Maharashtrian cuisine, like the other Indian cuisines, has one category of recipes that is specially loved: all the crispy crunchy melt-in-the-mouth tea-time snacks! Some of these goodies are made specially for festivals, others are made in batches and stored in air-tight containers, waiting for friends and relatives to drop in unexpectedly. One of these special savory foods is called the bakarwadi. What is bakarwadi? You can think of it as a Swiss roll, only fiery hot! A savory filling is rolled into a chickpea dough, and slices of this roll are deep-fried. The resulting savory bites are a favorite tea-time treat, and also specially made during the festival of Diwali. When people in Maharashtra think of bakarwadi, they generally think of a particular type made famous by the Chitale Bandhu store in city of Pune. Their version is iconic, with its sweet-savory filling. While I am a huge fan of this style of bakarwadi, there is another kind that I am also very fond of. This is the lesser-known but no less delicious Kolhapur style bakarwadi and as with all good Kolhapuri food, it is redolent with chillies and garlic! Kolhapuris have a undying love affair with devastatingly pungent flavors in food, and this love is neatly packaged into that awesome snack called the Kolhapuri bakarwadi.
The truth is, if you live in Kolhapur, you don't need to waste your time making this bakarwadi at home. You just go over to a rather industrial section of town, to a nondescript store-front called Gruhini (means homemakers in Marathi) and buy piping hot bakarwadi that is better than anything one could ever make. This store is a kind of women's cooperative, where homemakers seeking an income work together and put their amazing culinary expertise to profitable use. At the back of the store, you can see a band of experts churning out the most amazing sweets (gulkand burfi or fudge, coconut burfi), dry chutneys and masala mixes, savory goodies (chakli, bakarwadi)...all with the true authentic taste of home, only made in slightly larger batches and sold commercially. At the front of the store, there is a chalkboard listing the goodies being made, all sold at extremely reasonable prices. This place is a blessing for everyone who loves the taste of old-fashioned food made with all-natural ingredients but who is short on time or does not have the know-how, or simply does not want to take the trouble of making a large-scale complicated recipe for a tiny family. People become adept at knowing what goodies are being made at what times, and you have to be smart and show up at the right time if you want to get your hands on it! When you ask for a kilo or so of bakarwadi, a couple of the women at the front counter will fill your order, and hand you a packet of bakarwadi so piping hot that there is condensation on the bag.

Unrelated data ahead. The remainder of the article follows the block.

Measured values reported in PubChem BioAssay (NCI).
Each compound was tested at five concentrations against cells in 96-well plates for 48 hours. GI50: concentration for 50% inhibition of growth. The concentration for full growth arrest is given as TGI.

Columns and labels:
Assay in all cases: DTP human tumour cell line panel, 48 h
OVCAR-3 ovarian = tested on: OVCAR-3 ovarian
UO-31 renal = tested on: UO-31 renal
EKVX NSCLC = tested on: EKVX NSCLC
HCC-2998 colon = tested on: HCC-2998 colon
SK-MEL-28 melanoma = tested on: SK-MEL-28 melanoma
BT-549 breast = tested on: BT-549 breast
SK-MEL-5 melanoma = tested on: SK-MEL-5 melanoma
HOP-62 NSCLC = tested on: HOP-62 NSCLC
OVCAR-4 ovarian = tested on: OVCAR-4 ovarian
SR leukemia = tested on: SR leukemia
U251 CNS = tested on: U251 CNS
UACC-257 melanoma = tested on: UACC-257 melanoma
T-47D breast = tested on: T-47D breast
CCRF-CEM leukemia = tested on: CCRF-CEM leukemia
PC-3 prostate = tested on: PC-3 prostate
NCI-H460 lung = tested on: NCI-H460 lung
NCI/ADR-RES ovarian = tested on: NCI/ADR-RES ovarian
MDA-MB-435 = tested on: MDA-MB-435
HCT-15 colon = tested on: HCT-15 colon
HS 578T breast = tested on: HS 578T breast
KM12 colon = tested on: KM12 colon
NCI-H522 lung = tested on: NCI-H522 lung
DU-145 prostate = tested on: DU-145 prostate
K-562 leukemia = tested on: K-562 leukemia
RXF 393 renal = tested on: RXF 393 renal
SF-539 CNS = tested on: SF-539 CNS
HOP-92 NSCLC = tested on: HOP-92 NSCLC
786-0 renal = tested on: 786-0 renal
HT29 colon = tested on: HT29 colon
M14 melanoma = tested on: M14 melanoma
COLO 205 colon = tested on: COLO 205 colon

This week, my mom was eager to try some adventures in the kitchen with me. She had bought some bakarwadi for V and me from this store in Kolhapur, and when she saw how we wolfed it down, she offered to try making it at home. The last time she has made this was over 25 years ago, she says. Since that time, the Gruhini store has been feeding our habit! She looked around for a recipe and found one in a slim 1987 Marathi cookbook called Swad-Aswaad by Usha Toraskar and Vasantaprabha Chitnis. This is quite a challenging recipe, not really for the beginner cook. There are many steps at which you could face pitfalls- the dough might crack while rolling, or the rolls could fall apart while frying etc. So we were happily surprised at how tasty and successful our little experiment turned out. Here it is, the recipe in my mom's words. She starts by saying, "Caution: Be prepared for hot fumes coming from your ears and mouth. Keep your hankies ready!"
Bakarwadi (Kolhapur style)
(makes about 20 small pieces)
For the dough:
1 1/2 cups besan (chickpea flour), sieved
1/4 tsp turmeric powder
1/2 tsp red chilli powder
1 1/2 tbsp oil
salt to taste
For the stuffing:
1 cup dry grated coconut
1/2 cup packed coriander (cilantro)
5 flakes garlic, peeled and chopped finely
1 inch piece ginger, peeled and chopped finely
2 green chillies
1 tsp garam masala
1 tbsp poppy seeds (khus-khus)
1 tbsp sesame seeds (til)
Oil for frying
1. Make the dough: Heat the oil, put in the besan, turmeric powder, red chilli powder, salt and make a stiff dough adding only a few spoonfuls of water as necessary. Divide the dough into 4 portions and set aside.
2. Make the stuffing: Lightly roast the dry coconut, sesame, poppy seeds, garlic, ginger, green chillies, cilantro. Add the garam masala, and salt to taste. Mix well and set aside.
3. Roll out one ball into a circle. The edges should be rolled as thin as possible, but the center should be relatively thicker.
4. Divide the stuffing into 4 portions. Sprinkle one portion of stuffing onto the dough circle.
5. Fold the four edges like an envelope and make a roll.
6. Cut each roll into 5 pieces or so.
7. Press the edges gently to hold in most of the stuffing while frying.
8. Deep-fry on slow fire until dark brown. If you fry on high heat, the inside of the roll will not get a chance to cook.
Tip: If the dough is not stiff, the bakarwadi will be soft and not stay crisp in the next few days.
We enjoyed this home-made bakar-wadi very much. This little trial made for an enjoyable time in the kitchen for my mother and me. But I don't see myself making this often...the deep-frying and the degree of difficulty being the two main reasons. I will save my appetite for the next trip to Gruhini instead!
Three of my favorite Maharashtrian dishes using Besan (Chickpea flour):
A delicious accompiment to dal and rice: Bhendi Fry
Two rustic favorites: Pithale and Zunka
See you at the U of Indian Vegetables on Sunday! Entries are being accepted all the way until Saturday night. It is a rather challenging letter but I am sure I will be impressed by the bloggers' entries yet again!